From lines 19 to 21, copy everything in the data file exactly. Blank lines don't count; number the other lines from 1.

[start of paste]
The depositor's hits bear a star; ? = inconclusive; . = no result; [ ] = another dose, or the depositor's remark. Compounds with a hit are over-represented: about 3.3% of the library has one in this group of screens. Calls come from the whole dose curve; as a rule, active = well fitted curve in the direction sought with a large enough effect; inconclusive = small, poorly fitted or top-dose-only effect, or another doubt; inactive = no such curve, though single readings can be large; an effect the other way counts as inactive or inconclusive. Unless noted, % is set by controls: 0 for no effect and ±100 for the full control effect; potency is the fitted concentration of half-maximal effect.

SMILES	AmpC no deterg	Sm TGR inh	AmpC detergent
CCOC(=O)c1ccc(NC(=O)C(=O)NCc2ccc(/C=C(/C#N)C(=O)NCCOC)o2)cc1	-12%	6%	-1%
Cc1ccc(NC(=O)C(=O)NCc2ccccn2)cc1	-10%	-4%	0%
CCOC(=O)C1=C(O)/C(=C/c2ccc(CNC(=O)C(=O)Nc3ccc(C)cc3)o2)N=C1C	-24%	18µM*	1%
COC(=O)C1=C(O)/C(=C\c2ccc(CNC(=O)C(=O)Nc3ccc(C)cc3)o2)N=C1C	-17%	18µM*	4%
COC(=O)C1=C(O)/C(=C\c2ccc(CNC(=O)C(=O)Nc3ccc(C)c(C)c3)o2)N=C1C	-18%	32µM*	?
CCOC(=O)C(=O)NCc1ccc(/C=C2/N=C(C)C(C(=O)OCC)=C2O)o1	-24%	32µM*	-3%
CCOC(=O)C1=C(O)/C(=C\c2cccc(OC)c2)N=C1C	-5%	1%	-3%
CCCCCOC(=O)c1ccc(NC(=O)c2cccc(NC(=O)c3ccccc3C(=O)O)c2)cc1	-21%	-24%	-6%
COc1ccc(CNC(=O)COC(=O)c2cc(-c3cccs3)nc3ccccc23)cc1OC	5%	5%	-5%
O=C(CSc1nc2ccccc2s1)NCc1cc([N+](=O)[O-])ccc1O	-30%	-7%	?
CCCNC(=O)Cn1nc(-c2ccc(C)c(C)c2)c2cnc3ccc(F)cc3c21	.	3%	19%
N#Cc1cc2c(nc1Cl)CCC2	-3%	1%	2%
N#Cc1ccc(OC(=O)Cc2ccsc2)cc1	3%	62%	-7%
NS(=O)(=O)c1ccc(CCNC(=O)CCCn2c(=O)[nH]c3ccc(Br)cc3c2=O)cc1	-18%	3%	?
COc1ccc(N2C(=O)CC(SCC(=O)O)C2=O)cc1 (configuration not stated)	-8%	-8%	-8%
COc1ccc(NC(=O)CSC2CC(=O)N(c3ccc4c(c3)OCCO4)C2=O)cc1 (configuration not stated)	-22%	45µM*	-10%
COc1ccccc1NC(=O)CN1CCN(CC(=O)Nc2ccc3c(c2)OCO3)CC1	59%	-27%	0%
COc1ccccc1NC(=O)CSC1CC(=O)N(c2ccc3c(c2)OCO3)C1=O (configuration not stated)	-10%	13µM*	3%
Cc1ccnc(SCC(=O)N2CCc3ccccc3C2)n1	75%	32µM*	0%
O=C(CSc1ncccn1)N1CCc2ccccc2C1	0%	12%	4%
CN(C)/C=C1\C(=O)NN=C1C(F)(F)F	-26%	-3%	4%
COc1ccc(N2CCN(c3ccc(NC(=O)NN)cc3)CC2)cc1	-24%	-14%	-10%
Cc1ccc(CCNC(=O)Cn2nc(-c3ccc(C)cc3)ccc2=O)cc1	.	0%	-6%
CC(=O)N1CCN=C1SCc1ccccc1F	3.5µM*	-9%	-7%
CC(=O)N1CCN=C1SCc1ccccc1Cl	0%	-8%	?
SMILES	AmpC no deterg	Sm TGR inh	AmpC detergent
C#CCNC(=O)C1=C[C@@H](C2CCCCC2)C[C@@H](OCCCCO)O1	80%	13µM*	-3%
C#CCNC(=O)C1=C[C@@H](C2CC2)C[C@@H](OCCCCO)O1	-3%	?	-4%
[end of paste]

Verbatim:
COc1ccccc1NC(=O)CN1CCN(CC(=O)Nc2ccc3c(c2)OCO3)CC1	59%	-27%	0%
COc1ccccc1NC(=O)CSC1CC(=O)N(c2ccc3c(c2)OCO3)C1=O (configuration not stated)	-10%	13µM*	3%
Cc1ccnc(SCC(=O)N2CCc3ccccc3C2)n1	75%	32µM*	0%